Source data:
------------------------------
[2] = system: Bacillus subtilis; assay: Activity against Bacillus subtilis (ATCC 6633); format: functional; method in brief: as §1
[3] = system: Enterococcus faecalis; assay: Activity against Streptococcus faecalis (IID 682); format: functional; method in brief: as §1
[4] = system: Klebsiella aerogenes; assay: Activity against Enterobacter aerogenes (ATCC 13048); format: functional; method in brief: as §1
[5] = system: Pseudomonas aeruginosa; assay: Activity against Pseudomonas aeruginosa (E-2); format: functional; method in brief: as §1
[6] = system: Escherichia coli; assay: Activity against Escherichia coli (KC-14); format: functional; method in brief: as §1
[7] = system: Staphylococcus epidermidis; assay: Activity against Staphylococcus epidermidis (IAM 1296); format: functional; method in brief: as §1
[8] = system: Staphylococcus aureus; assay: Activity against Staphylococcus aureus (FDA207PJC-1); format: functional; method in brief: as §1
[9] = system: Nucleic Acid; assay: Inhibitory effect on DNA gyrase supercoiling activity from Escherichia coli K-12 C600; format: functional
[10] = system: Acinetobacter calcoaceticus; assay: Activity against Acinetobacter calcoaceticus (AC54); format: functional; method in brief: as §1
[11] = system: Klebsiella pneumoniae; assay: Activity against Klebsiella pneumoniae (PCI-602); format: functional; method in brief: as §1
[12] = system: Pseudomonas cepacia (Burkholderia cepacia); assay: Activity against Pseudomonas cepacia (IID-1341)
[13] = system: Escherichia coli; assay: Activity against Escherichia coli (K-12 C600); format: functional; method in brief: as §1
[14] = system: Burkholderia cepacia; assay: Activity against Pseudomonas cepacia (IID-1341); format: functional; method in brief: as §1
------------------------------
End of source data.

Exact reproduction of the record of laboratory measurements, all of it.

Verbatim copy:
[2] = system: Bacillus subtilis; assay: Activity against Bacillus subtilis (ATCC 6633); format: functional; method in brief: as §1
[3] = system: Enterococcus faecalis; assay: Activity against Streptococcus faecalis (IID 682); format: functional; method in brief: as §1
[4] = system: Klebsiella aerogenes; assay: Activity against Enterobacter aerogenes (ATCC 13048); format: functional; method in brief: as §1
[5] = system: Pseudomonas aeruginosa; assay: Activity against Pseudomonas aeruginosa (E-2); format: functional; method in brief: as §1
[6] = system: Escherichia coli; assay: Activity against Escherichia coli (KC-14); format: functional; method in brief: as §1
[7] = system: Staphylococcus epidermidis; assay: Activity against Staphylococcus epidermidis (IAM 1296); format: functional; method in brief: as §1
[8] = system: Staphylococcus aureus; assay: Activity against Staphylococcus aureus (FDA207PJC-1); format: functional; method in brief: as §1
[9] = system: Nucleic Acid; assay: Inhibitory effect on DNA gyrase supercoiling activity from Escherichia coli K-12 C600; format: functional
[10] = system: Acinetobacter calcoaceticus; assay: Activity against Acinetobacter calcoaceticus (AC54); format: functional; method in brief: as §1
[11] = system: Klebsiella pneumoniae; assay: Activity against Klebsiella pneumoniae (PCI-602); format: functional; method in brief: as §1
[12] = system: Pseudomonas cepacia (Burkholderia cepacia); assay: Activity against Pseudomonas cepacia (IID-1341)
[13] = system: Escherichia coli; assay: Activity against Escherichia coli (K-12 C600); format: functional; method in brief: as §1
[14] = system: Burkholderia cepacia; assay: Activity against Pseudomonas cepacia (IID-1341); format: functional; method in brief: as §1